“In Those Days, In These Times”

by Rabbi Ephraim Buchwald

The story of Joseph, as we have written in the past, may be seen as the story of an assimilator struggling with his identity. When Joseph eventually proclaims loud and clear (Genesis 45:3), “Ani Yosef, ha’od avi chai?” “I am Joseph, is my father still alive?” he re-embraces his family and his tradition. How timely it is then that parashat Mikeitz always coincides with the festival of Chanukah whose central theme is assimilation and the struggle to return one’s roots.

The basic story of the holiday of Chanukah is that in the year 167 B.C.E. the Syrian-Greek monarch, Antiochus Epiphanes set out to abolish the Jews observance of Shabbat, new moon festivals and the practice of circumcision. Many of the Jews of those days were deeply impressed by the Hellenist culture. They loved the intellectual pursuit of Hellenism as well as the centrality of aesthetics in the tradition of the Greeks, and rapidly became enamored with the Hellenists “worship of the human body.” In fact, sources report that some Jews even underwent the painful operation of reverse circumcision so they would look non-Jewish during the naked wrestling matches. And yet, despite the fearsome external enemy, Chanukah was not so much the battle of the Jews against the Syrian-Greeks, as it was a battle of the the Chassidim–the Jewish Traditionalists against the Mityavnim–the assimilationists, the Jewish Hellenists!

Although 2,000 years have passed since that fateful Chanukah victory, tragically we are facing the same battle against assimilation today. In a sense, the battle today is even more heartbreaking because the contemporary struggle is not against forced assimilation under duress from our enemies, but rather assimilation through kindness. The blandishments of America are so subtle and powerful that the vast majority of our people are not even aware of the battle taking place, and consequently are unable to withstand the seductiveness of the dominant culture. So for instance, the average American Jewish child today surely knows who was the mother of Jesus, but has no clue of who was the mother of Moses (Yocheved). The average American Jewish child knows the words to “Deck the Halls with Boughs of Holly…” but has no idea of the lovely Hebrew Chanukah song, “Maoz Tzur...” Assimilation in America has become so pervasive that perhaps 4-4 ½ million American Jews are at risk today of vanishing as Jews within one or two generations. Tragically, these losses are further compounded by the fact that the reasons for these losses can be relatively easily addressed by attending to the vast illiteracy and ignorance of basic Judaism that afflicts our people today.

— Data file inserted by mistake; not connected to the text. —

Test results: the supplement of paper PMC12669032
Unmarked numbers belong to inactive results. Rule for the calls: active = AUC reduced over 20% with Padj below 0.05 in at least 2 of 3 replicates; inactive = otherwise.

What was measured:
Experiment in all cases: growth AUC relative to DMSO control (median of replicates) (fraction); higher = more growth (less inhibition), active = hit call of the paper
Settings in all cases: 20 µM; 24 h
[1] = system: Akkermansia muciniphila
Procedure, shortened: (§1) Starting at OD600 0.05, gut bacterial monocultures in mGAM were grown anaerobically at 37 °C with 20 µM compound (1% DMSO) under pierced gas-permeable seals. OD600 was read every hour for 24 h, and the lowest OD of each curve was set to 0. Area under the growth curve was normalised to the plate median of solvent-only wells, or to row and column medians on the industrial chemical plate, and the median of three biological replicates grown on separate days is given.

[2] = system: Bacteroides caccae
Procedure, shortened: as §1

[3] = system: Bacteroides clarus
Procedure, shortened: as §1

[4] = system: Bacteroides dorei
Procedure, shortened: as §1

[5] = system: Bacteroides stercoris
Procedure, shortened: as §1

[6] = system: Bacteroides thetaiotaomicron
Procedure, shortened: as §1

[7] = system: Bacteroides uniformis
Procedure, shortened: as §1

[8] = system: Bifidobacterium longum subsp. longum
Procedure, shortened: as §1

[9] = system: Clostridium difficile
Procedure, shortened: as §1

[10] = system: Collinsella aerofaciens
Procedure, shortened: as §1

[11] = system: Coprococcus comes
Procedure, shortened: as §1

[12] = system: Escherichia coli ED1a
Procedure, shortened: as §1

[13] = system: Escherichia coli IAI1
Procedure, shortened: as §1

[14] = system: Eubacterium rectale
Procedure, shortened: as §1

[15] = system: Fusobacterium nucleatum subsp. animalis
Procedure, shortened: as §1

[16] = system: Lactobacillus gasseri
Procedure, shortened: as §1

While those in the committed Jewish community often speak forlornly of their unaffiliated and assimilated brothers and sisters, they fail to recognize that assimilation is a significant threat to the committed Jewish community as well. Slowly but surely, the dominant culture is impacting on the so-called “absolute values” of the traditional Jewish community. Traditional Jews are becoming insensitive and indifferent to many of these vital values. So for instance, since the acclaimed “Giuliani era,” most New Yorkers are ecstatic at the reduction of crime in New York city. The number of murders has declined from its peak of 2,245/year, to “only” about 643 last year, and we rejoice. Yet, how can we rejoice when 643 innocent people are being killed each year, and when cities far larger than New York, like Tokyo, have less than 1/7 of New York’s murder rate? We’ve been reduced.

Committed traditional Jews are delighted that masses of homeless are, for the most part, no longer living on the streets of America, but at the same time we are quite indifferent to the huge pockets of poverty and squalor in our nation and fairly unresponsive to the needs of the millions of children who go to sleep hungry each night. We’ve been reduced. Of course, it’s hard not to become insensitive when Americans are fed a constant fare of the likes of John Wayne and Lorena Bobbit, AIDS and condoms, O.J. Simpson, and Monica Lewinsky. We Jews are being constantly bombarded by values that are thoroughly inimical to our Jewish tradition. We’ve been reduced, and in too many instances we’ve been rendered indifferent.

It is this battle against the “subtle assimilation” that is very much an essential element of the festival of Chanukah. Chanukah proclaims the need to reaffirm one’s commitment, to strengthen our resolve to heed the immortal values of our people. We must be certain not to allow ourselves to be swept away by the often decadent marketing and the blandishments of Madison Avenue advertisements. We must do battle with the fact that the vast majority of mainstream American entertainment is mostly sex and violence. The constant awareness that is necessary to do battle with the pernicious assimilation is what is reflected in the blessing that we recite over the Chanukah candles: “Sheh’ah’sah nee’sim la’avo’tay’noo bah’yamim ha’haym bahz’man ha’zeh,” We thank G-d for having wrought miracles to our forefathers, in those days, in these times.

In this time of Chanukah it is incumbent upon all committed Jews to address the issue of the subtle assimilation which is exacting a heavy toll on our people. The committed community must kindle its lights more brightly than ever before. We must affirm and reaffirm our commitment to the ethics and morality reflected in our Torah. We must work assiduously to share the beauty of our tradition, and stave off the blandishments of alien values.

If we are prepared to make this commitment and to do our part, then we will surely see that the lights of the candles that we kindle will be “moseef v’holaych”–will grow stronger and brighter, as we inspire our entire world with our good and noble deeds.

May you be blessed.